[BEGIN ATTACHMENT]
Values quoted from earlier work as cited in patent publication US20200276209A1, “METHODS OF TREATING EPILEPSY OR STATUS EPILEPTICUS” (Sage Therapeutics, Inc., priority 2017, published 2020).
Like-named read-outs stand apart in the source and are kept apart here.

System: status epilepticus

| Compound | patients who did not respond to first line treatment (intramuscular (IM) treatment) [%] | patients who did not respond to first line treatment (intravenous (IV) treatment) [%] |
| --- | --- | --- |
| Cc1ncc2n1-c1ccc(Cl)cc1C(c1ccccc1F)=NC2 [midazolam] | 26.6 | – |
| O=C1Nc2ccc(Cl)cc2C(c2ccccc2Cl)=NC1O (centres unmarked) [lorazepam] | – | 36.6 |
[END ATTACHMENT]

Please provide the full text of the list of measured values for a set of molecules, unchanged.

Values quoted from earlier work as cited in patent publication US20200276209A1, “METHODS OF TREATING EPILEPSY OR STATUS EPILEPTICUS” (Sage Therapeutics, Inc., priority 2017, published 2020).
Like-named read-outs stand apart in the source and are kept apart here.

System: status epilepticus

| Compound | patients who did not respond to first line treatment (intramuscular (IM) treatment) [%] | patients who did not respond to first line treatment (intravenous (IV) treatment) [%] |
| --- | --- | --- |
| Cc1ncc2n1-c1ccc(Cl)cc1C(c1ccccc1F)=NC2 [midazolam] | 26.6 | – |
| O=C1Nc2ccc(Cl)cc2C(c2ccccc2Cl)=NC1O (centres unmarked) [lorazepam] | – | 36.6 |